Hokey Cokey: Hate Crime

But according to the Catholic Church and some Scottish politicians, singing the popular tune that begins with the words "You put your right hand in, your right hand out," may constitute an act of religious hatred.

A spokesman for the leader of the church in Scotland said the song had disturbing origins.

Critics claim that Puritans composed the song in the 18th century in an attempt to mock the actions and language of priests leading the Latin mass.

Now politicians have urged police to arrest anyone using the song to "taunt" Catholics under legislation designed to prevent incitement to religious hatred.

Leave aside the triviality of the complaint for a moment, the derivation looks very suspect to me.

Doesn\’t the next verse go "you put your right foot in, your right foot out"? And this is a reference to "standing on the square"? To being a Freemason, something that Catholics were not allowed to be (it would breach the obligation not to make secret oaths, not just because the Prods wouldn\’t let them in) and this is what leads to Papists being called "left footers"?

9 thoughts on “Hokey Cokey: Hate Crime”

  1. Watch out. If you dance the Gay Gabot that will be a hate crime too.

    What pisses me off is the mind numbing triviality of this not to mention one of the all time crappyest songs ever written. It sounds like stupid sectarian bollox to me.

  2. “Critics claim that Puritans composed the song in the 18th century in an attempt to mock the actions and language of priests leading the Latin mass.”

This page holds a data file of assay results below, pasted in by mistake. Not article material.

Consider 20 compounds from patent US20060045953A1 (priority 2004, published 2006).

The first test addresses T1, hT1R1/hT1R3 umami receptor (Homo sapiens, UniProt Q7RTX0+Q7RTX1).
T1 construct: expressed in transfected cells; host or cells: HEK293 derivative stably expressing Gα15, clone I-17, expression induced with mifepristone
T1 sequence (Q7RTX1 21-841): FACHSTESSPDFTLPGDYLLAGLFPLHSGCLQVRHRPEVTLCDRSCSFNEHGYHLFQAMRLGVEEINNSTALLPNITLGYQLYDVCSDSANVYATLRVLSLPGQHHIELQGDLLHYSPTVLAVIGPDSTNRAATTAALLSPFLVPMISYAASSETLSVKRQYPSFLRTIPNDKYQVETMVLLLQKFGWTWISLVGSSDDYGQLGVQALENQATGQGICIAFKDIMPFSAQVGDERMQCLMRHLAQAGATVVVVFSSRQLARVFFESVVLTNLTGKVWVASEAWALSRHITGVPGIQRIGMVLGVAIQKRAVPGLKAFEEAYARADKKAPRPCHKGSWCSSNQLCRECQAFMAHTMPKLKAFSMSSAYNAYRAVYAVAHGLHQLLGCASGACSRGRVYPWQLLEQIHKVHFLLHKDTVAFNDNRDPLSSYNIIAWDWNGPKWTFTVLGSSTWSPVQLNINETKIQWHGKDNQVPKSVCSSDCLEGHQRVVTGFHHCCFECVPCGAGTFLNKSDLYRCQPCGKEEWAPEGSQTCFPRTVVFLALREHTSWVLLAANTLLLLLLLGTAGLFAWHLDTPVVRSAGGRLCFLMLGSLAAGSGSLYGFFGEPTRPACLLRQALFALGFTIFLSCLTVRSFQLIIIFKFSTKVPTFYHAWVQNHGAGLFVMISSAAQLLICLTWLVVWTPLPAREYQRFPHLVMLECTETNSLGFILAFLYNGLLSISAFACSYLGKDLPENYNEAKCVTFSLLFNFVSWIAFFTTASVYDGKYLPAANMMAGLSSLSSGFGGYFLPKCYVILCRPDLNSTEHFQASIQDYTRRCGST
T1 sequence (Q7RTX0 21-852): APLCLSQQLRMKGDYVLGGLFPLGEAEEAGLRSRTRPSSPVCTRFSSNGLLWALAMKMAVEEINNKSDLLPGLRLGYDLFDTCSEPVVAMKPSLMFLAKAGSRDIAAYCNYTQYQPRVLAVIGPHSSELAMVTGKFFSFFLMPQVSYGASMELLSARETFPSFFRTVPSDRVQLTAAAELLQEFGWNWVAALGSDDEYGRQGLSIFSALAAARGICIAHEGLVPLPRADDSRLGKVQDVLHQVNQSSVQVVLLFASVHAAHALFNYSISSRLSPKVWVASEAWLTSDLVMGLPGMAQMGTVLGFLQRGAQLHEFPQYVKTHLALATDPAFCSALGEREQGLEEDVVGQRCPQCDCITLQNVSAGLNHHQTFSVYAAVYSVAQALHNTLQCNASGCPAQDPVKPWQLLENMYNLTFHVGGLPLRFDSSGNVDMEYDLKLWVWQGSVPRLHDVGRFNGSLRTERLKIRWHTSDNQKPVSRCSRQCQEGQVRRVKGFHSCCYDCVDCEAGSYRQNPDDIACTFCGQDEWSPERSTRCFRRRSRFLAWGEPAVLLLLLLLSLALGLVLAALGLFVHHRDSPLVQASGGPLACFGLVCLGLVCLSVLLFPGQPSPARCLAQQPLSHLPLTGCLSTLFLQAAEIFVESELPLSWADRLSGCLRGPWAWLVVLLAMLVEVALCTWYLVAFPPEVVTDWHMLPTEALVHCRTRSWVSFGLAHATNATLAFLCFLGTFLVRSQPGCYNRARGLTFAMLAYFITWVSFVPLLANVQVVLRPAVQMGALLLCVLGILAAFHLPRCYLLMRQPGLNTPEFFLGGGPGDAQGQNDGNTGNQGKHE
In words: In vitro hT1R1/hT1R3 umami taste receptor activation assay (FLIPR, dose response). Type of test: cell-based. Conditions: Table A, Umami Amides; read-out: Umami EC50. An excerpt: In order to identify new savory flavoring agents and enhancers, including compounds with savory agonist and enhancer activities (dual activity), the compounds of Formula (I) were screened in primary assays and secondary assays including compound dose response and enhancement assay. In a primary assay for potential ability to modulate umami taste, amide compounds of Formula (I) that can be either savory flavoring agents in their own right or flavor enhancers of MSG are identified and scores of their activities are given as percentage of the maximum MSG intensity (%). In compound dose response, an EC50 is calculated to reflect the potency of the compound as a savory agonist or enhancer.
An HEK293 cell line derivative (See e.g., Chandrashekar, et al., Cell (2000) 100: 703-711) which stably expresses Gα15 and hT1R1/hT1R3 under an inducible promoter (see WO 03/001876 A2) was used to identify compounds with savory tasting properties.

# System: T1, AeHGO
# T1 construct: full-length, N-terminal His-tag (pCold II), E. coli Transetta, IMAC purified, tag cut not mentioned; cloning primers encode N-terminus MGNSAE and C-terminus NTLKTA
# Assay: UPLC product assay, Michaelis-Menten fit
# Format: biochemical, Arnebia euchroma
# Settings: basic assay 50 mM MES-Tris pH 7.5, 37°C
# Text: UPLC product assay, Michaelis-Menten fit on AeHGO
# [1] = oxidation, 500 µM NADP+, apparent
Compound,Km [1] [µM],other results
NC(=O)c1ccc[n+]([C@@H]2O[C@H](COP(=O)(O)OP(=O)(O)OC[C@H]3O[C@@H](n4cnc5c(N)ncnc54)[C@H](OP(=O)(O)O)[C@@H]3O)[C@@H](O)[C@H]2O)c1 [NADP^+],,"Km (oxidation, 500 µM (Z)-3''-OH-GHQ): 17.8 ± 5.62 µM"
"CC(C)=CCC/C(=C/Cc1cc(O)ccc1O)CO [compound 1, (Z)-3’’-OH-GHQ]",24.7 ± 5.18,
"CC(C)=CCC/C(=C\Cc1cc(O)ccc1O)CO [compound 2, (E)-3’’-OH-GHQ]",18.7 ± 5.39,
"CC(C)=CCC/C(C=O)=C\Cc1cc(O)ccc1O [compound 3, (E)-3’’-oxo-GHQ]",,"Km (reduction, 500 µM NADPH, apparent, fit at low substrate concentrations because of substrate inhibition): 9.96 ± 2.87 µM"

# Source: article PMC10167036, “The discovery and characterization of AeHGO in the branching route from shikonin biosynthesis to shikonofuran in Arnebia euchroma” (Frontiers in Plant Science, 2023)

Doesn’t this make it legitimate satire rather than “religious hatred” then? I mean the catholic mass *is* a pretty ridiculous ritual, and surely deserves to be mocked.

  3. If I get up tomorrow and say God has a personal message for me, and then I find a few other people who take me seriously, and then we go around perpetrating a bit of ultra violence to convince a few more people of our wonderfulness, and then we calmed down and tried to influence public policy, it’s a pretty good bet I’d be spending some time in the local psych unit.

    Just because someone did the same a bit longer ago, doesn’t make them saner. So how did they get into a position where what they say is taken seriously – respected even?

    When are we simply going to treat *all* public pronouncements from the Sky Fairy believers with a kind smile and bland disregard or a good dose of mockery?

  4. My theory is that the welcome decline of anti-Roman Catholic bigotry in Scotland has not been matched by a decline in anti-Protestant bigotry. I speak as an atheist from an atheist/Protestant/RC family.

  5. So long as “Sky Fairy believers” are disproportionately represented amongst serious students and teachers of ethics, they will be treated with what Eva regards as excessive respect. This should not, however, excuse them from enormous mockery when they pronounce on macroeconomics or nuclear physics.

  6. I went to Catholic schools and on all dance occassions we danced the Hokey Cokey and all the rest of the standard schoold stuff.

    I, and obviously all the people at school, including teachers and the nearby priests would have had no idea that this was suspected of being anti-catholic.

    Bloody nonsense, although now we will be subjected to the strains of the Hokey Cokey from nearly every Scottish football match, lol.

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